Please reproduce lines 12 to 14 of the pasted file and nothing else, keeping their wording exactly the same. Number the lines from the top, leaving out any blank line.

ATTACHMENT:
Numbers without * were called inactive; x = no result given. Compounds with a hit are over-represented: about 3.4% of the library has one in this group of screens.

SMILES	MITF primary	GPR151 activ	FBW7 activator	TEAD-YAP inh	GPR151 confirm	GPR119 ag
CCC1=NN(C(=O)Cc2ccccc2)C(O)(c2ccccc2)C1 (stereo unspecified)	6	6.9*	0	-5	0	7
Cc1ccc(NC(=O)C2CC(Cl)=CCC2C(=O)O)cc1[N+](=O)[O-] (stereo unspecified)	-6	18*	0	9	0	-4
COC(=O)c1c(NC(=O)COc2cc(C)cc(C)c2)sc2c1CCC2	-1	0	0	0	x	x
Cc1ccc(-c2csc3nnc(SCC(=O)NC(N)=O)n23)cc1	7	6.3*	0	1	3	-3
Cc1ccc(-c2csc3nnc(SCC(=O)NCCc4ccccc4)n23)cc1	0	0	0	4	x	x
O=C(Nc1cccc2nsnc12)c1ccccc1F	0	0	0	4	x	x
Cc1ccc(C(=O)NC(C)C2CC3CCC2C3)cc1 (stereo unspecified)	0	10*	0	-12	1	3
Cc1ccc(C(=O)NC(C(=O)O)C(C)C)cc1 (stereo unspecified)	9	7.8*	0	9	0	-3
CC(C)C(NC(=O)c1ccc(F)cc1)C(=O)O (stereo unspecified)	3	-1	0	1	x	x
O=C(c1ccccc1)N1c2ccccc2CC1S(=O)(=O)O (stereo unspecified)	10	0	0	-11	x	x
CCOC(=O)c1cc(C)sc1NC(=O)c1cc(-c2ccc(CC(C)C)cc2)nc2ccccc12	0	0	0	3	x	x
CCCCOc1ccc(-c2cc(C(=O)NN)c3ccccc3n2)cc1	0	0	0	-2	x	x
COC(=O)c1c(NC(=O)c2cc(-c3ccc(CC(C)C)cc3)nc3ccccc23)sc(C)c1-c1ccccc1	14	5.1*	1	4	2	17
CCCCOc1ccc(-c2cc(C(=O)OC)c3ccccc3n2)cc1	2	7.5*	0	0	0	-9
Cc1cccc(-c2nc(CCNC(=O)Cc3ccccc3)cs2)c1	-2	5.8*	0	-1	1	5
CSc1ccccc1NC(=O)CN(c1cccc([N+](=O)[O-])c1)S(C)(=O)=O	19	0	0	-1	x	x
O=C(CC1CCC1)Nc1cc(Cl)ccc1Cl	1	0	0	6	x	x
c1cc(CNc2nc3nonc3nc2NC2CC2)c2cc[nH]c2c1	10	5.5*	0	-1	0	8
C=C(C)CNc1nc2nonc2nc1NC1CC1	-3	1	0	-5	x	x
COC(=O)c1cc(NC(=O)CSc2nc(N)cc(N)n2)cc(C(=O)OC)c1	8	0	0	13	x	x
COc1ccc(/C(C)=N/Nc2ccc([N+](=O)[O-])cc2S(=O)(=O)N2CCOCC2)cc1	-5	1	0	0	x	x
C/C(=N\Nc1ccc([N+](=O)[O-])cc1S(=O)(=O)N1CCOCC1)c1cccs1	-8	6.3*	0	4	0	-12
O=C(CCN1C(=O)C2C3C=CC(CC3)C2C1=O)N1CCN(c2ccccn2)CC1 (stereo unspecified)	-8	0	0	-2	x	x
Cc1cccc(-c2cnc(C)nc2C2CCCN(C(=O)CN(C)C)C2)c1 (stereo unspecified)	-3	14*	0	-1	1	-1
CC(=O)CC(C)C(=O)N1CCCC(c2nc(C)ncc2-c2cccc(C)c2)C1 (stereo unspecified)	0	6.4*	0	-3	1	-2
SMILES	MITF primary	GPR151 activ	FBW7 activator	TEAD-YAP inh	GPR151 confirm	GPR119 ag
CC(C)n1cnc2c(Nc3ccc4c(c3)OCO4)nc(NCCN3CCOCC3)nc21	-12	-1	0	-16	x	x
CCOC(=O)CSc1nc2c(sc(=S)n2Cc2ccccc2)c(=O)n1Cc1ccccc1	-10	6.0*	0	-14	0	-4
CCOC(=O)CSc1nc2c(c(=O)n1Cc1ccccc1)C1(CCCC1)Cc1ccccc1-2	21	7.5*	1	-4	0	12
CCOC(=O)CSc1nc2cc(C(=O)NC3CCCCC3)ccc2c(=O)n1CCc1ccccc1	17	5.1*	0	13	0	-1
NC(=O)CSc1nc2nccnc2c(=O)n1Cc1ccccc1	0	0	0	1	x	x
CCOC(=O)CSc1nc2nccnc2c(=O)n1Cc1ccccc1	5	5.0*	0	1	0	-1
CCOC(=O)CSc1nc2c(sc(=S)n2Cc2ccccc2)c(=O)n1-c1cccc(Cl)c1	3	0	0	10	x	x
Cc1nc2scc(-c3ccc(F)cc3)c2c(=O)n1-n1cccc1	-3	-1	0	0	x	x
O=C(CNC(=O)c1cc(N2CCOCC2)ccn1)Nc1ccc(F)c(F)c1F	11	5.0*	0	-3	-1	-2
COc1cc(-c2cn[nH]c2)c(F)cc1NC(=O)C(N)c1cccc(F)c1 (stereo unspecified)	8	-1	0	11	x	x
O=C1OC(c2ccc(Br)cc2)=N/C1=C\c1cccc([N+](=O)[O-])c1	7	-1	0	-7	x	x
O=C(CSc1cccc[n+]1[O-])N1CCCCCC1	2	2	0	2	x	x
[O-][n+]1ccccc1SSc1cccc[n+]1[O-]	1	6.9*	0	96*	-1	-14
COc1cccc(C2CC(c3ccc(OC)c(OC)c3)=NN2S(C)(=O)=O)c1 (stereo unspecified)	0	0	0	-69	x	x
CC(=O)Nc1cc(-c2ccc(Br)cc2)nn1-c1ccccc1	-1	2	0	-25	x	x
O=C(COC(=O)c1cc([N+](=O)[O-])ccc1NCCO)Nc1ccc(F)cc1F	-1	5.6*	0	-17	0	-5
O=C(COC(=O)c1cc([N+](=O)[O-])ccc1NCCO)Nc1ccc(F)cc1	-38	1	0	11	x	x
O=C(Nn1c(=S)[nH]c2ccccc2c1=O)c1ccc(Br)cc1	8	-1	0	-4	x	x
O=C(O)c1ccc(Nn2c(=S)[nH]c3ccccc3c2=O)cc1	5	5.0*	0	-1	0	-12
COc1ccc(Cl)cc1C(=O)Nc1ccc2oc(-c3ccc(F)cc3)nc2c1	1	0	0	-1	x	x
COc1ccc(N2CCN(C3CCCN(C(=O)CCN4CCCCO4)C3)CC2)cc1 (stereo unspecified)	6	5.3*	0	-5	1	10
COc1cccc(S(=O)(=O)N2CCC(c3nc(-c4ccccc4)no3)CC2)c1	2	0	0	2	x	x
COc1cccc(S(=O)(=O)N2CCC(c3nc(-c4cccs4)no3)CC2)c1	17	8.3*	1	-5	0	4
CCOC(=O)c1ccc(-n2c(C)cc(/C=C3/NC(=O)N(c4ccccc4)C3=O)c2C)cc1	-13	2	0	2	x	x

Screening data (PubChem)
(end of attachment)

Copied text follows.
O=C(c1ccccc1)N1c2ccccc2CC1S(=O)(=O)O (stereo unspecified)	10	0	0	-11	x	x
CCOC(=O)c1cc(C)sc1NC(=O)c1cc(-c2ccc(CC(C)C)cc2)nc2ccccc12	0	0	0	3	x	x
CCCCOc1ccc(-c2cc(C(=O)NN)c3ccccc3n2)cc1	0	0	0	-2	x	x